Yep, there’s a plan for that too! You should know by now that I have a plan for just about everything. “But can’t I just post a Myspace bulletin requesting sponsorship?”, you ask. “NO!”, I reply. Well, I guess you could, but soliciting through social networks will not likely land anything that will remotely affect your music career.
Let’s break this down:
A SPONSOR is the individual or group that provides the support.
TO SPONSOR is to support an event, activity, person, or organization financially or through the provision of products or services.
A SPONSORSHIP is a cash and/or in-kind fee paid to a property (typically in sports, arts, entertainment or causes) in return for access to the exploitable commercial potential associated with that property. An example being, Bud Light may provide the funds needed to build a stage for a music festival in exchange for brand recognition, and of course, exposure to potential paying customers.
Keep in mind, this is a business expense, NOT a donation, and is expected to show a return on investment! Meaning, you need to present a well laid out plan to convince the sponsor it is worth putting money into your project/event.
Sponsors will usually want to see a detailed sponsorship proposal, especially for larger opportunities. So, how do you to make your sponsorship opportunity attractive to potential sponsors? While the following will not guarantee a sponsorship, it will significantly increase your chances of getting sponsored!
First off, provide sufficient, detailed information that will help the potential sponsor to understand exactly what it is they are being asked to get involved with. You will need to make a compelling connection between the products/services of a sponsor and your sponsorship opportunity.
Sponsors want know how much exposure they will get, so provide an estimate of the amount of possible exposure, based on a good and a bad scenario. Also, try to outline additional benefits that may be available to the sponsor. (media exposure, association with a good cause, etc…)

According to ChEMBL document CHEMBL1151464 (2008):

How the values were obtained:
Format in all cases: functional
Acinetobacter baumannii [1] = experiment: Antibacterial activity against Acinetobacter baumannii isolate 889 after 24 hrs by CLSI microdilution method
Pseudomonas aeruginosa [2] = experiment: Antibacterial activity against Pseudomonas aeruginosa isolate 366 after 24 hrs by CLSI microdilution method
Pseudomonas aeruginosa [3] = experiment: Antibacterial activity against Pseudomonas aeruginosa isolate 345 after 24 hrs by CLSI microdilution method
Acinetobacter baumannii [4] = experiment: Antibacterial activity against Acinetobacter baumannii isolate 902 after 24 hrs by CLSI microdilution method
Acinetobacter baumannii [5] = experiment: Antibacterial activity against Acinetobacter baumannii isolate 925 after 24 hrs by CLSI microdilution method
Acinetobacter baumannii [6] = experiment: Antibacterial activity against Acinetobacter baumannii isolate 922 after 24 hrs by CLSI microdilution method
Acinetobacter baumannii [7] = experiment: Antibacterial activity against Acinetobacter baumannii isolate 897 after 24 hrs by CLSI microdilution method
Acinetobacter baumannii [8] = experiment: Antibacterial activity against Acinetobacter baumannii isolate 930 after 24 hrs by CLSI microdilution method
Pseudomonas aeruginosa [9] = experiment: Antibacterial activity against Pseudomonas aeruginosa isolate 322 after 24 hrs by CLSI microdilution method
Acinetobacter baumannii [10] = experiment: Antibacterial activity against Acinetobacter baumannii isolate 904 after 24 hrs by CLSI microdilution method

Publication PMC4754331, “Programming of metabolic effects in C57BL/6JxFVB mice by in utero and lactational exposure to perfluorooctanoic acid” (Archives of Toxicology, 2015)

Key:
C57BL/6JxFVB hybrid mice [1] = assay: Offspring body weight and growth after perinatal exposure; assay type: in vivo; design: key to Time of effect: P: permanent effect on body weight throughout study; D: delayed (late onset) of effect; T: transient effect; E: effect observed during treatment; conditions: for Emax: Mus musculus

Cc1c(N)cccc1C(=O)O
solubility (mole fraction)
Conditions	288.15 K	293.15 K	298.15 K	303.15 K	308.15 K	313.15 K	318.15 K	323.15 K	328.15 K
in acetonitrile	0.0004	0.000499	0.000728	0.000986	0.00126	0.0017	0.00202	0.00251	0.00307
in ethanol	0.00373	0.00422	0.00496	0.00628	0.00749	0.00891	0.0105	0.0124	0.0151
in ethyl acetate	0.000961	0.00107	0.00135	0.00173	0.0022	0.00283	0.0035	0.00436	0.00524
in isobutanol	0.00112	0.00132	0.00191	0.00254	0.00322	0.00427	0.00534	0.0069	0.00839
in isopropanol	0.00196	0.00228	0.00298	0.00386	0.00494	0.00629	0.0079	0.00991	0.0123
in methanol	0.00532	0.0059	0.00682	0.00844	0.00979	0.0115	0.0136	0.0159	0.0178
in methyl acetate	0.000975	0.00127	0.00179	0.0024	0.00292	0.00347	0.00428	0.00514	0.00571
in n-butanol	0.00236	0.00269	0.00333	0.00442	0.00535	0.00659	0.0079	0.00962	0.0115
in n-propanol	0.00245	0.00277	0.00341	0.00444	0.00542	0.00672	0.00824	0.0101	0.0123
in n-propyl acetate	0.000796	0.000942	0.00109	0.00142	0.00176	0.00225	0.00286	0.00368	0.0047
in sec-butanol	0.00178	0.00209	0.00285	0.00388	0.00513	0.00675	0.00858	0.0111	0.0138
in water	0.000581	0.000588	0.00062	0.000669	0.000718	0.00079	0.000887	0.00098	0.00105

Where will the sponsor’s logo/images appear, and more importantly, how many people will see them? It’s safe to say that how the sponsor’s logo/images appear in the eyes of the public will directly affect the amount of money your sponsorship opportunity is worth. Describe the geographic region(s) where the sponsor’s logo/images will be seen. It is also very important to provide demographic information about the audience. Gender, age range, ethnicity,common interest, etc…, this is critical information for a sponsor.
Additional items to consider when drafting your proposal might be deadlines and/or multiple sponsors. Does your project/event have a deadline in which you must obtain funds by a specific date? Can it be changed to accommodate the sponsor? Also, when dealing with more than one potential sponsor, it is important to consider whether or not they may be competitors or incompatible in any way.
Finally, before submitting your proposal, try and put yourself in the sponsor’s shoes. Based on all you have outlined, if the roles were reversed, would you honestly feel you were getting a fair return on your investment? Keep in mind, when determining the amount of (realistic) funds needed for your project/event, a sponsor will not contact you if they feel you are being unreasonable!